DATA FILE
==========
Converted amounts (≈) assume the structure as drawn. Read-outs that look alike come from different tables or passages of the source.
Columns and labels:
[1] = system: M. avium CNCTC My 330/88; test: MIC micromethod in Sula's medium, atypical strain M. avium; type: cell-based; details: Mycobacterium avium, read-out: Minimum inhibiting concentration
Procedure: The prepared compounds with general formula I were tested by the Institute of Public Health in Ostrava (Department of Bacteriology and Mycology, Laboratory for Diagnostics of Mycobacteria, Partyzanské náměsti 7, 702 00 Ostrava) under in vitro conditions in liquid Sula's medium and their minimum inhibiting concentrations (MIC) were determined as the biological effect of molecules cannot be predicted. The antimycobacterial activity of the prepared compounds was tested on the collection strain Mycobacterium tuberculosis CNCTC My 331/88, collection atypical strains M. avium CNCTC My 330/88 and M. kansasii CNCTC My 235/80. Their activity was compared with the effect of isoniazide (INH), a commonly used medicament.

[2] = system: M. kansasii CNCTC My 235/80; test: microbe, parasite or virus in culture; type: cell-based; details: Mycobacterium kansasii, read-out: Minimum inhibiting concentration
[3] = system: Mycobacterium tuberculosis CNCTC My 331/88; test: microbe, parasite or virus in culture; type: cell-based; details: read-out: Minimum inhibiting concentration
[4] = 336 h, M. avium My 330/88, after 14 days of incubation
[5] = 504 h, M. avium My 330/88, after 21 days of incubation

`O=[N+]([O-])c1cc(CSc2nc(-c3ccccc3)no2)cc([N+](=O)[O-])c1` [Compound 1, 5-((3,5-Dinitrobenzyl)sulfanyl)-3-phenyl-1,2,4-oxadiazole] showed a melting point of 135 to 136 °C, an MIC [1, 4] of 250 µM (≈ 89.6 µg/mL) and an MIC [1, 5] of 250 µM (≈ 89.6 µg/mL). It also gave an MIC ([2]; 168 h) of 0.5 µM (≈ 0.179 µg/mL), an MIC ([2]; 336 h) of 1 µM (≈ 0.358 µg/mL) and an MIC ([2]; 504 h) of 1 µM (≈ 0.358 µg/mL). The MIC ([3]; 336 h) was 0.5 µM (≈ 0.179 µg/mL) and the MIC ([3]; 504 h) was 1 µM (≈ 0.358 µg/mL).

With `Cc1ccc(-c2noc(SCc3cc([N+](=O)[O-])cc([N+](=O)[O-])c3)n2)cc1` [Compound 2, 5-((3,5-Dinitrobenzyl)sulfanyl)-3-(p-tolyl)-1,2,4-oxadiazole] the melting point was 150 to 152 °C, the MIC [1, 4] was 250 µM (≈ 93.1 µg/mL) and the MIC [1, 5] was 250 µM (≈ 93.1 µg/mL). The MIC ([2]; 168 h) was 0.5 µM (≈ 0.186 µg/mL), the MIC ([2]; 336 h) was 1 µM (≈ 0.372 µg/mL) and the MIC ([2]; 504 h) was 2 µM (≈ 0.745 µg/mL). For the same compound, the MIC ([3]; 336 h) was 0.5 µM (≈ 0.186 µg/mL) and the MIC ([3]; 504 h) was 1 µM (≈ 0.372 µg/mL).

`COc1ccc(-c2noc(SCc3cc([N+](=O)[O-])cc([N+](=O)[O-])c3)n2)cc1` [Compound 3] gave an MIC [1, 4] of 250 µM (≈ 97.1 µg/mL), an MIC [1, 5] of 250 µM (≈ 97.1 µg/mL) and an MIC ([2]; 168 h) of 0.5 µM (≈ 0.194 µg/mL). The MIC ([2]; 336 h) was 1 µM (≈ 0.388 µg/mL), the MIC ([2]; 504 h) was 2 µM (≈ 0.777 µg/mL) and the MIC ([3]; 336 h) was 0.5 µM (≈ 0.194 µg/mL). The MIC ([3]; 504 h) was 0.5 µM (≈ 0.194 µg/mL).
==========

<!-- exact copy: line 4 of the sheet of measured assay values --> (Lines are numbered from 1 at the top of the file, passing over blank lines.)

Procedure: The prepared compounds with general formula I were tested by the Institute of Public Health in Ostrava (Department of Bacteriology and Mycology, Laboratory for Diagnostics of Mycobacteria, Partyzanské náměsti 7, 702 00 Ostrava) under in vitro conditions in liquid Sula's medium and their minimum inhibiting concentrations (MIC) were determined as the biological effect of molecules cannot be predicted. The antimycobacterial activity of the prepared compounds was tested on the collection strain Mycobacterium tuberculosis CNCTC My 331/88, collection atypical strains M. avium CNCTC My 330/88 and M. kansasii CNCTC My 235/80. Their activity was compared with the effect of isoniazide (INH), a commonly used medicament.